Bumping off Democrats
It’s easier to bump off Democrats because you can just take their policies and tweak them up a bit (from $12 to $15 minimum wage) and sound more left (i.e., holier) than the Democrat. It doesn’t matter if you can implement the tweaked policy, it just “proves” you’re the “authentic” radical. And then you can smear the Democrat (Roosevelt or whoever) as a sell-out to capitalism.
Those of us on the left tend to be trusting and extremely sympathetic to anyone who clearly has the interest of the poor and working class at heart. So we frequently fall for this. I’ve fallen for it several times over the years, and I was rather taken with Bernie until I looked into his past in Vermont. This is where the term “communist dupes” (used for decades to smear the left) came from.
In 1986, Bernie decided to run for governor against Madeleine Kunin, a Democrat and Vermont’s first woman governor. Kunin recalls that his “daily diet consisted of vitriol.” Senator Peter Welch (D-Vt.) recalls that Democrats were “extremely upset.” As Sanders knew, his votes would likely prevent Kunin from getting the required 50%, so the decision would go to the General Assembly where the House was Republican.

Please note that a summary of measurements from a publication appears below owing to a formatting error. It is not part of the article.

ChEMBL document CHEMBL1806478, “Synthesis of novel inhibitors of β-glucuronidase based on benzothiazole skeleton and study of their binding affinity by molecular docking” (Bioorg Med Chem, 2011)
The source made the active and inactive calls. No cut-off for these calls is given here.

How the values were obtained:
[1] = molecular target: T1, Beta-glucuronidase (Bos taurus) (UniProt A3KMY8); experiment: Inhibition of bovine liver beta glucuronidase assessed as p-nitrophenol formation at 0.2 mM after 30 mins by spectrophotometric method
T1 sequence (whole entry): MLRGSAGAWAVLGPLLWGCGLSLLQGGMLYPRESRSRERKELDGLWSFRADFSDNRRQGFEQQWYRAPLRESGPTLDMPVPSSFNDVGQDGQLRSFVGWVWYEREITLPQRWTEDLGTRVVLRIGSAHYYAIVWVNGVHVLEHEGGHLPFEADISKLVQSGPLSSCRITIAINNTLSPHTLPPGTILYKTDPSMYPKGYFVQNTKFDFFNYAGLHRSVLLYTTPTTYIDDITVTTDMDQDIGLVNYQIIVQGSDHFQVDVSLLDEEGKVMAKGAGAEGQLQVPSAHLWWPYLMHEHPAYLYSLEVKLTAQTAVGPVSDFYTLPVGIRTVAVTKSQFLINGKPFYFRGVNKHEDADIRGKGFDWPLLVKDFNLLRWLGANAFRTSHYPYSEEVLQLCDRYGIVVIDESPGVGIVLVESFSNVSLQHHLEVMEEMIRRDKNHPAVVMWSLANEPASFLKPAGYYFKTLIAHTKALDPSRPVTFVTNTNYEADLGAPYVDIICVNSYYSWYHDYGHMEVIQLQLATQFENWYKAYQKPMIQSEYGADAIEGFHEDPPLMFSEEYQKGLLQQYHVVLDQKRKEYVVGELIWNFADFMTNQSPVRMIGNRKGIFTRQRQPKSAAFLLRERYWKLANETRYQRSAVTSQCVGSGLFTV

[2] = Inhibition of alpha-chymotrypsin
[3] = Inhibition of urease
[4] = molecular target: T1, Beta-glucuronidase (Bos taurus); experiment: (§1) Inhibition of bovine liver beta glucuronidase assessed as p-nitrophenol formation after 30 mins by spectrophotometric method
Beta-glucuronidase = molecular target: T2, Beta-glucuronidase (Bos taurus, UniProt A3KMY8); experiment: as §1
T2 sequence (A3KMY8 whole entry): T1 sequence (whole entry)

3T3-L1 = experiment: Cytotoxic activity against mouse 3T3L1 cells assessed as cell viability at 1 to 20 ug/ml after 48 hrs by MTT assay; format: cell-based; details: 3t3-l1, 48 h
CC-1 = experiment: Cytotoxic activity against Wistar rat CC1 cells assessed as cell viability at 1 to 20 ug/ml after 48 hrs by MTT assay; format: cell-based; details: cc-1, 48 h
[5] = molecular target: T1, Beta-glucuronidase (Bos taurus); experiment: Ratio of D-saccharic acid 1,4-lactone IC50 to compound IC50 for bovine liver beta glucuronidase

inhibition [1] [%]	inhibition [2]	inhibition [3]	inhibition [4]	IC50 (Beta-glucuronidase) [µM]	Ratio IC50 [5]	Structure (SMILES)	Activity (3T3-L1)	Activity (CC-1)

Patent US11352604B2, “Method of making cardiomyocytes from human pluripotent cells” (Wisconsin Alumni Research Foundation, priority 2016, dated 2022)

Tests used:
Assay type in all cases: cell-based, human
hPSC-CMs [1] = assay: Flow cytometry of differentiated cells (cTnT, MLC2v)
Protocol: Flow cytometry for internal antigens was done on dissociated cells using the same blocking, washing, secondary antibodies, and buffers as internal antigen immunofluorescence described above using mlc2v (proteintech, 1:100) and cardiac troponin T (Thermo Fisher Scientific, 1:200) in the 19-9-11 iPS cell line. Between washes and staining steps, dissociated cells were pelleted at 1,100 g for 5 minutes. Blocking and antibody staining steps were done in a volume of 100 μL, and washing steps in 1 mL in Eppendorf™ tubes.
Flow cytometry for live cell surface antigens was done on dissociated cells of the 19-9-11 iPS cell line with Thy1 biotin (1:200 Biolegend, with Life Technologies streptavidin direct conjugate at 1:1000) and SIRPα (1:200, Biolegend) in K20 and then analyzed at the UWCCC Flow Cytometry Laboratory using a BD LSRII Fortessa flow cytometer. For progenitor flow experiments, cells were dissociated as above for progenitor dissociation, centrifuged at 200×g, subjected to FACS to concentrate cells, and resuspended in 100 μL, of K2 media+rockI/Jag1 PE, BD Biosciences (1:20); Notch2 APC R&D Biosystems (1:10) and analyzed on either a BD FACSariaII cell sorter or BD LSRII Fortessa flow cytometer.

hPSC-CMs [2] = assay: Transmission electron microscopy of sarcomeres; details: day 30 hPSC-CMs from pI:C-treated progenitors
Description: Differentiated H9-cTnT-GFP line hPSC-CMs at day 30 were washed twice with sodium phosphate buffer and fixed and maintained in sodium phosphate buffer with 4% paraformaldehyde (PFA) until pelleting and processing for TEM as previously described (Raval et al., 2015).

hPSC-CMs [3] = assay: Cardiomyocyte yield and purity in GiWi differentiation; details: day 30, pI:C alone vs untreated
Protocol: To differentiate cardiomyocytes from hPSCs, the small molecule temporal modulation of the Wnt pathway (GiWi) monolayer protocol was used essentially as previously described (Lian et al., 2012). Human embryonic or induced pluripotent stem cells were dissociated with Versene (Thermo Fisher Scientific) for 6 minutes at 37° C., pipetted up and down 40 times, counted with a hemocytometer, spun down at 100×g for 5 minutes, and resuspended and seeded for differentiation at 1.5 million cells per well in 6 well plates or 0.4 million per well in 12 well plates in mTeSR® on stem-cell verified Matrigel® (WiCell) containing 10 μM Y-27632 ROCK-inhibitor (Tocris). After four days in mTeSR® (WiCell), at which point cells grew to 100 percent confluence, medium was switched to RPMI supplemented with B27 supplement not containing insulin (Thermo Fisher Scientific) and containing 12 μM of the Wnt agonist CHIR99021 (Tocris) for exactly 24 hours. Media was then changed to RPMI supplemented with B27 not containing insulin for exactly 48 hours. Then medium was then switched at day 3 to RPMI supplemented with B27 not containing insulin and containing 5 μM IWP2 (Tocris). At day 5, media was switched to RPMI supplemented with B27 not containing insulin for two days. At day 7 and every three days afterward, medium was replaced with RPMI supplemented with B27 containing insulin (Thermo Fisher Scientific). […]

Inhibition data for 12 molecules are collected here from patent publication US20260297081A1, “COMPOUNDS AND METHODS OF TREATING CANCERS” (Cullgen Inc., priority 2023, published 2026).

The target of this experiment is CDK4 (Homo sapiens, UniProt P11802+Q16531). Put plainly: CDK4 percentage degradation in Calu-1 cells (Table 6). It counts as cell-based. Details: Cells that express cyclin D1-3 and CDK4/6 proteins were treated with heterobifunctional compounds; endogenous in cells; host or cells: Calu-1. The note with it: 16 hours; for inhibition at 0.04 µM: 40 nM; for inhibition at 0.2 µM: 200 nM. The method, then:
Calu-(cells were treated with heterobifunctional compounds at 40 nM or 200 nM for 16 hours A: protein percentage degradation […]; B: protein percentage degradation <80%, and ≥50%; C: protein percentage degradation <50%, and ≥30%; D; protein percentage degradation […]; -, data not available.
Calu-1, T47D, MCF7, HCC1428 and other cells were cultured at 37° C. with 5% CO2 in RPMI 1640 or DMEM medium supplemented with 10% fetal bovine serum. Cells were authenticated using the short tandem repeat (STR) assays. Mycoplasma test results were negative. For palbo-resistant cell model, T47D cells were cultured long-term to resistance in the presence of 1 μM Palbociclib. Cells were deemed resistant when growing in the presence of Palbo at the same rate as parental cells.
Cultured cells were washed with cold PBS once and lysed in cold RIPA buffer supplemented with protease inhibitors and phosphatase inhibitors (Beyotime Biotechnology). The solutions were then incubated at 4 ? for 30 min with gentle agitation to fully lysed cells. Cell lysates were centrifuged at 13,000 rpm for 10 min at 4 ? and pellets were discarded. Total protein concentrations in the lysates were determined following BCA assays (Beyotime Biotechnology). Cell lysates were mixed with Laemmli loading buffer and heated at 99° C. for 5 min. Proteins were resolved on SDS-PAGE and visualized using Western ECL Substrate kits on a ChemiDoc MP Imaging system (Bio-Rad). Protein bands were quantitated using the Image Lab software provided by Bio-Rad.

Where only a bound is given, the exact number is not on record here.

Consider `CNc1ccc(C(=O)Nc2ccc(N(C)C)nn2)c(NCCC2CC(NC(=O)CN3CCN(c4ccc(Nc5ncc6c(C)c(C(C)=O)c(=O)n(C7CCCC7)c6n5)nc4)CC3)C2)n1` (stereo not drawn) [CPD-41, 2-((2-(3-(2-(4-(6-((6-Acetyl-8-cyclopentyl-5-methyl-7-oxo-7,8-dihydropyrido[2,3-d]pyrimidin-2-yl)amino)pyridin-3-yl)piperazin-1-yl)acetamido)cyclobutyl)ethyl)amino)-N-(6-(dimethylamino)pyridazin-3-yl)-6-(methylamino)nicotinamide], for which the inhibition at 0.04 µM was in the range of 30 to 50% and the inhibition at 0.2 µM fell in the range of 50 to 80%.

Bernie responded to this concern by saying “It is absolutely fair to say you are dealing with Tweedledum and Tweedledee.” In other words, it was fair for him to try to bump off Kunin because she was essentially a Republican. Fortunately, Sanders got only 15% of the vote and Kunin got enough that the General Assembly granted her a win.
Kunin was a progressive Democrat and an important feminist: “my maiden speech on the floor of the Vermont House was in favor of ratification of the Equal Rights Amendment. My first priority as governor was universal access to kindergarten.”